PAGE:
AMP Ltd chief executive Craig Dunn has called for balance in the government’s review of Australia’s superannuation industry, saying it is the envy of other countries.
Super has cushioned Australia against the full impact of the global financial crisis, the head of Australia’s largest super fund manager said on Wednesday.
“Superannuation has enabled our nation to accumulate a large savings pool of more than $1 trillion,” Mr Dunn told a Trans-Tasman Business Circle function in Sydney.
“That savings pool has been instrumental in helping to cushion Australia from the worst impacts of the global financial crisis, enabling Australian companies to draw on $90 billion in new capital over the last financial year.
“The strength and structure of our financial services and superannuation system is envied around the world.
“The global financial crisis has stress-tested the industry, but it has not been broken.”
While welcoming the federal government’s review of the superannuation system, and the Henry Review of taxation, Mr Dunn cautioned against major changes.
He called on regulators and the government to proceed with balance and not underestimate the strength of the system as it stands.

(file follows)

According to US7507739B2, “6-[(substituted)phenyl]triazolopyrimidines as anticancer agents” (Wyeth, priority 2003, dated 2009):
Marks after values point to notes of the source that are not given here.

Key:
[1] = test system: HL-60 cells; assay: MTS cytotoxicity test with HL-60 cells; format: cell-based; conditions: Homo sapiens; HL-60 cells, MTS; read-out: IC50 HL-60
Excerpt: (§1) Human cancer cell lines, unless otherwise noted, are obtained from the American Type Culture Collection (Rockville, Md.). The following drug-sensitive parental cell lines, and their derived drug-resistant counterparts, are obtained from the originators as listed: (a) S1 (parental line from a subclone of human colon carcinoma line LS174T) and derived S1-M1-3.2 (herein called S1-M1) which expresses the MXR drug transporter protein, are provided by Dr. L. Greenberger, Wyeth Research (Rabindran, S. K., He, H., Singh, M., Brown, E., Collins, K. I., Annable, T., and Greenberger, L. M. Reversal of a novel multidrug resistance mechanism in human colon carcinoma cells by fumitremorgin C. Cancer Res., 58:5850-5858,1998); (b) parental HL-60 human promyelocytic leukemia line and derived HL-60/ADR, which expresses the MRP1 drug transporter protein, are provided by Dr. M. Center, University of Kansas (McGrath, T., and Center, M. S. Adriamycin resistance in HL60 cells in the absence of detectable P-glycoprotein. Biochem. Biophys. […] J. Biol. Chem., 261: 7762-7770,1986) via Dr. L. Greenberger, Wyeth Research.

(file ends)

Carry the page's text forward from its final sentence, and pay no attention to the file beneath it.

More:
“Let’s make sure that any new regulatory response appropriately connects any market failures with their true cause, does not lessen competition … and does not reduce the savings momentum we have worked so hard to build into our world-renowned superannuation regime,” he said.
“Because, ultimately, that will leave consumers, and Australia, far worse off.”
Meanwhile, AMP’s short-term outlook “remains challenging”, Mr Dunn said, adding he was “very confident about the longer term.”
In May, the company said tough market conditions were expected to continue into 2010 amid volatile markets and a reluctance by clients to commit more savings to invest.
The economic downturn had presented acquisition opportunities, Mr Dunn said, without elaborating on specific opportunities.
However he did point to Asia as growth market.
“We believe there are opportunities in asset management in Asia, and we’re looking at growing into that market,” Mr Dunn said.
“We’re doing it very carefully and we’re doing it very prudently.
“It’s more likely to be organic than acquisitive, because I think you do take a risk when you buy things offshore because you just simply don’t know the markets as well as you do in Australia.”
AMP shares closed down six cents, or 1.28 per cent, at $4.62.